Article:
There are a lot of reasons why this is the case in Rotterdam. Firstly, nightlife is, as many other creative industries, an all or nothing business. There is this theory in arts and culture studies called the ‘superstar theory’. Some will live, most will die. If one bar or club is trendy – everyone goes there and the other bars and clubs die out. It’s a tricky market. And sure, we have to admit that there is a darker side to nightlife – pun intended, of course. People go out to let go, let off steam, lift the lid of working life. People tend to abuse substances and drink like there is no tomorrow – so of course there are accidents, fights and trouble happening at night. Humans beings crave transgression, and so municipality is strict with handing out new licenses to start nightclubs in Rotterdam. But these things happen in every city. So why is the situation in Rotterdam more fucked than, lets say, in Amsterdam?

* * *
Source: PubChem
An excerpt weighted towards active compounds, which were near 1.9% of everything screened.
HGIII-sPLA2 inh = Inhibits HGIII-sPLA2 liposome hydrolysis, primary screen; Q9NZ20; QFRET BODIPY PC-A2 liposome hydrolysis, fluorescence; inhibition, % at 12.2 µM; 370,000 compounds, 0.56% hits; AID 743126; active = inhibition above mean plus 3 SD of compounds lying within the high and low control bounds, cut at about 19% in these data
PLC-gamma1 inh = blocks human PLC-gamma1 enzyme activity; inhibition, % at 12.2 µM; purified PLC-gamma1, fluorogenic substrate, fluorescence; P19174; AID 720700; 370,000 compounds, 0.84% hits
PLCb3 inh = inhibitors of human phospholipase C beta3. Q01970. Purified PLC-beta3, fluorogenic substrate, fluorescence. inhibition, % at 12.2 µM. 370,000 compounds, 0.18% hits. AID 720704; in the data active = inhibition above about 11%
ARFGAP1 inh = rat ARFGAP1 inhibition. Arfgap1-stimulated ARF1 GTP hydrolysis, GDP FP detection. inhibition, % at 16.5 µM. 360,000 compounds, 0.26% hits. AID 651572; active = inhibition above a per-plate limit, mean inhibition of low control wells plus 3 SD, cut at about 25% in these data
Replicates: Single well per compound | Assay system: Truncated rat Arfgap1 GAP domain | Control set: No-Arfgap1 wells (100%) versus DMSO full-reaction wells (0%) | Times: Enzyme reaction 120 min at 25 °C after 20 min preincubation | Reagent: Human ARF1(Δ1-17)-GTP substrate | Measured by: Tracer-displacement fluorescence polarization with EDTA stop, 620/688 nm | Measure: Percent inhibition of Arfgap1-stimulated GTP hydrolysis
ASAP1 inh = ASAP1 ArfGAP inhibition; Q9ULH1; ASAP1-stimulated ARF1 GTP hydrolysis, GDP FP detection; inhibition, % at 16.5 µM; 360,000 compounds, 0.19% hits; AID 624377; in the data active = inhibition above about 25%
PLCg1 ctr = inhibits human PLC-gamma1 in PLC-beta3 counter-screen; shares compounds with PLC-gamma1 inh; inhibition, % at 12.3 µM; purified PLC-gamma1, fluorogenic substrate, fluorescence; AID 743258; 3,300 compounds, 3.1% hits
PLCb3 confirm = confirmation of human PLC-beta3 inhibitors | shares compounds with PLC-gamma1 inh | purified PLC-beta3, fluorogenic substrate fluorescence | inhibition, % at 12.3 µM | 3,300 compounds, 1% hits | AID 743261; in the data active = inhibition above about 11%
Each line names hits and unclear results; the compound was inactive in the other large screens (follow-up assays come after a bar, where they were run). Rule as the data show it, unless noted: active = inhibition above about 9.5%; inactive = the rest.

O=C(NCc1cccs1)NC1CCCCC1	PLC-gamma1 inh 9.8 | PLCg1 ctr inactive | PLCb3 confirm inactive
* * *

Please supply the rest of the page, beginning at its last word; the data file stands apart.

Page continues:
Well, the main reason why local, Rotown nightlife is dying, has to do with the way nightlife is being conceptualized and treated by policymakers at the city hall. Policy wise, nightlife is almost always regarded as a branch of the catering industry – just one that happens to be open at night. The prevailing idea is that nightlife is nothing more than going out for drinks and if there is a dj playing, that’s nice. But nothing more. Music, art, performances and installations in nightclubs and other night venues, are seen as a mere background, a context within which people enjoy themselves. That is why nightclubs are in the same policy making category as lunch rooms, diners and restaurants. But it’s of course the other way around: people go to night clubs to dance, to listen to music, to experience art, to wonder at installations and performances. It’s a deeply cultural experience.